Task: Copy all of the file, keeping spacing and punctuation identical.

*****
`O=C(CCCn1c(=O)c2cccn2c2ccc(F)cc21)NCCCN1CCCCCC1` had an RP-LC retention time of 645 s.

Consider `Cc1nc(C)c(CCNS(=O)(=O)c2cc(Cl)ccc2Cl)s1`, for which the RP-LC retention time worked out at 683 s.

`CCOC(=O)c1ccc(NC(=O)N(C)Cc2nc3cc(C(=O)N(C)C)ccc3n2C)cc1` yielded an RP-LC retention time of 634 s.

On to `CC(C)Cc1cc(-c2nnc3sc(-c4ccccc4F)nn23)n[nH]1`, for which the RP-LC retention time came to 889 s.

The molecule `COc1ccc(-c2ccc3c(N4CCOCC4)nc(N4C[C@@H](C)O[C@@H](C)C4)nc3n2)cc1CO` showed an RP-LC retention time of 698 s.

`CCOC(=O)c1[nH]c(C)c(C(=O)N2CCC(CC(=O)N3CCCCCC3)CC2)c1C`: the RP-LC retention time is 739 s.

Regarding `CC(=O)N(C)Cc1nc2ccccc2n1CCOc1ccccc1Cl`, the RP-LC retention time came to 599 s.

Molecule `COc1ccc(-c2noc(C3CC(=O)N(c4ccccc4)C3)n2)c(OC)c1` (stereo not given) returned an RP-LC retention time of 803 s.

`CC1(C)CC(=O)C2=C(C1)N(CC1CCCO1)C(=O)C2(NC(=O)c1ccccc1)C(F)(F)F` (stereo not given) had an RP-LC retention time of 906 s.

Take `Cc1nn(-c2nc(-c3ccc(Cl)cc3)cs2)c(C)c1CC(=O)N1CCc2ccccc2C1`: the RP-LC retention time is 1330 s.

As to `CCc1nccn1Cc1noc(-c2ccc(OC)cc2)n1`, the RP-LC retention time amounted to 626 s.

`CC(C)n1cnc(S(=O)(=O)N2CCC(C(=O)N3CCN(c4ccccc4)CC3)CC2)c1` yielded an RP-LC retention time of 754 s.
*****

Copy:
`O=C(CCCn1c(=O)c2cccn2c2ccc(F)cc21)NCCCN1CCCCCC1` had an RP-LC retention time of 645 s.

Consider `Cc1nc(C)c(CCNS(=O)(=O)c2cc(Cl)ccc2Cl)s1`, for which the RP-LC retention time worked out at 683 s.

`CCOC(=O)c1ccc(NC(=O)N(C)Cc2nc3cc(C(=O)N(C)C)ccc3n2C)cc1` yielded an RP-LC retention time of 634 s.

On to `CC(C)Cc1cc(-c2nnc3sc(-c4ccccc4F)nn23)n[nH]1`, for which the RP-LC retention time came to 889 s.

The molecule `COc1ccc(-c2ccc3c(N4CCOCC4)nc(N4C[C@@H](C)O[C@@H](C)C4)nc3n2)cc1CO` showed an RP-LC retention time of 698 s.

`CCOC(=O)c1[nH]c(C)c(C(=O)N2CCC(CC(=O)N3CCCCCC3)CC2)c1C`: the RP-LC retention time is 739 s.

Regarding `CC(=O)N(C)Cc1nc2ccccc2n1CCOc1ccccc1Cl`, the RP-LC retention time came to 599 s.

Molecule `COc1ccc(-c2noc(C3CC(=O)N(c4ccccc4)C3)n2)c(OC)c1` (stereo not given) returned an RP-LC retention time of 803 s.

`CC1(C)CC(=O)C2=C(C1)N(CC1CCCO1)C(=O)C2(NC(=O)c1ccccc1)C(F)(F)F` (stereo not given) had an RP-LC retention time of 906 s.

Take `Cc1nn(-c2nc(-c3ccc(Cl)cc3)cs2)c(C)c1CC(=O)N1CCc2ccccc2C1`: the RP-LC retention time is 1330 s.

As to `CCc1nccn1Cc1noc(-c2ccc(OC)cc2)n1`, the RP-LC retention time amounted to 626 s.

`CC(C)n1cnc(S(=O)(=O)N2CCC(C(=O)N3CCN(c4ccccc4)CC3)CC2)c1` yielded an RP-LC retention time of 754 s.